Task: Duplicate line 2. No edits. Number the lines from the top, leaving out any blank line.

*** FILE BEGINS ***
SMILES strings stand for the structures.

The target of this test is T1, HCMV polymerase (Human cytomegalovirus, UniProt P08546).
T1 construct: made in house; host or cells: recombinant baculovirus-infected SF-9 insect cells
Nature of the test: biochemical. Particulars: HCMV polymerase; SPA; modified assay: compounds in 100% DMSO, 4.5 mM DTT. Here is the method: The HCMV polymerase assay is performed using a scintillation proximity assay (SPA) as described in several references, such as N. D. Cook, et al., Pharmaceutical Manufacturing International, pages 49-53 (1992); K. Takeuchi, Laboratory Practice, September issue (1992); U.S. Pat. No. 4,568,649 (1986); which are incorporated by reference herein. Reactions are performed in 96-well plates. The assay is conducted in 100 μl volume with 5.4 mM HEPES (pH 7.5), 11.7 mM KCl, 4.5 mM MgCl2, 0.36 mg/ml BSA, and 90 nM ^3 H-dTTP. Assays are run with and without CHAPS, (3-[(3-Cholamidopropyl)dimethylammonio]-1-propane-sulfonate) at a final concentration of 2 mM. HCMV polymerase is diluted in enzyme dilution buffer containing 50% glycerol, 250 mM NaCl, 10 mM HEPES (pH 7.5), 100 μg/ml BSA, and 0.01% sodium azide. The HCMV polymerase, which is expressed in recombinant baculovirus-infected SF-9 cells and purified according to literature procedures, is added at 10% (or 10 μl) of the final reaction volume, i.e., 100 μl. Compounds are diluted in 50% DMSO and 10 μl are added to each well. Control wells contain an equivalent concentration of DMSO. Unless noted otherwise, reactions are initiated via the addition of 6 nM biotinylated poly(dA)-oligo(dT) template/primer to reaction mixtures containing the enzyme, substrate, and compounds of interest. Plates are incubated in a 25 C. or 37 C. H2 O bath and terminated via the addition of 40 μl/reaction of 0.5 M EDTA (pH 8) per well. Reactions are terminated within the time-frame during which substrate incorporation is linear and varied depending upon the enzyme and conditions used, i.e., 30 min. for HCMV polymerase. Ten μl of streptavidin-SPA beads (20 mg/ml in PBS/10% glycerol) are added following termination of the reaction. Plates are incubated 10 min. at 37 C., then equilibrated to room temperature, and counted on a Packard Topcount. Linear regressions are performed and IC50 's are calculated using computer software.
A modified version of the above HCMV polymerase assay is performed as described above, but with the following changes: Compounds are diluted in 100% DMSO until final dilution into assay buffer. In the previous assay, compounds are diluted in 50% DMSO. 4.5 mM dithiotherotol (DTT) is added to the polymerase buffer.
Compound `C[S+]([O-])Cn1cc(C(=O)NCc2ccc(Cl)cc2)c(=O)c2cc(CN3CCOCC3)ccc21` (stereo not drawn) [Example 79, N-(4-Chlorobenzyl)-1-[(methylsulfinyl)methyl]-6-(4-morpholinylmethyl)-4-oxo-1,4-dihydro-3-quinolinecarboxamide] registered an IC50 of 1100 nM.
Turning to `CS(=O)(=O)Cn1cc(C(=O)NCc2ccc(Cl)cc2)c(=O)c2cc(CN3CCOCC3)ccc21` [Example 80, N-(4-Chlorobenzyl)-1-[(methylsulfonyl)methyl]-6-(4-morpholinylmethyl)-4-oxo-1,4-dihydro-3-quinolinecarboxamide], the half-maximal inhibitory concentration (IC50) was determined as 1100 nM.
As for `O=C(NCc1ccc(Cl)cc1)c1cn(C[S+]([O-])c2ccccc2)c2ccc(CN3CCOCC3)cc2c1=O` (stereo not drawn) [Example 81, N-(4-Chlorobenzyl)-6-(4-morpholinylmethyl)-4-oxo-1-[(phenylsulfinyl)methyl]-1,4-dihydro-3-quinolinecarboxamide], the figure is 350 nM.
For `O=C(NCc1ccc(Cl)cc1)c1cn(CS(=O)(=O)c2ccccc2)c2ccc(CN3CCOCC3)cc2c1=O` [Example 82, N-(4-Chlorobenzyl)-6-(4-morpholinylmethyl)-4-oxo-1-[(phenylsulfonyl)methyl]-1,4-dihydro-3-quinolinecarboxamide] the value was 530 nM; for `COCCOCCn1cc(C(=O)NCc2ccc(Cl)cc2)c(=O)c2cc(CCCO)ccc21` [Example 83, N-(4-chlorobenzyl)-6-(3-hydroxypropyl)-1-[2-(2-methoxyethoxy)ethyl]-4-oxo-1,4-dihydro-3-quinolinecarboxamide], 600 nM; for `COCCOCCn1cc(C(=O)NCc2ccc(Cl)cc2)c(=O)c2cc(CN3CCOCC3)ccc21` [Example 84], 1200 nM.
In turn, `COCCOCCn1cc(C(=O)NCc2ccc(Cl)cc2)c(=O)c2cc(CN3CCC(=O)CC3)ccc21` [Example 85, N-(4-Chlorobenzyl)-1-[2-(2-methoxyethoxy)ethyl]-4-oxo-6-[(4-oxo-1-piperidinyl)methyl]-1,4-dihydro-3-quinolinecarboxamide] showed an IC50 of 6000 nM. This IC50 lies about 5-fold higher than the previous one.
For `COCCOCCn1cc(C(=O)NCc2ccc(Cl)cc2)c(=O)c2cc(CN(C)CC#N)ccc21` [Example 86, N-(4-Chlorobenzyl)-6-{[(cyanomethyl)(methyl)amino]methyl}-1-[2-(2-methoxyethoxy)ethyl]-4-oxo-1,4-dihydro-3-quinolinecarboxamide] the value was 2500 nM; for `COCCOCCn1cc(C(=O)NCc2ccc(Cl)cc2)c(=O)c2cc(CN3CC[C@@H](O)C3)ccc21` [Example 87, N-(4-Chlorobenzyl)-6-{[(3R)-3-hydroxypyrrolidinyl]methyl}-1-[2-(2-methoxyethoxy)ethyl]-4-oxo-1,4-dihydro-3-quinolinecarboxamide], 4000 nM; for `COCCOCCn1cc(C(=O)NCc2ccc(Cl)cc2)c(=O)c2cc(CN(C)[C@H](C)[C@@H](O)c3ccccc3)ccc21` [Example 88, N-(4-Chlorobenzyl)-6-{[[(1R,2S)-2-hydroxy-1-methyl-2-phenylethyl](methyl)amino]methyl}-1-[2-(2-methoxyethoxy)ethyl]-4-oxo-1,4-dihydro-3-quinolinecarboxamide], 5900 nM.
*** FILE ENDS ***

The target of this test is T1, HCMV polymerase (Human cytomegalovirus, UniProt P08546).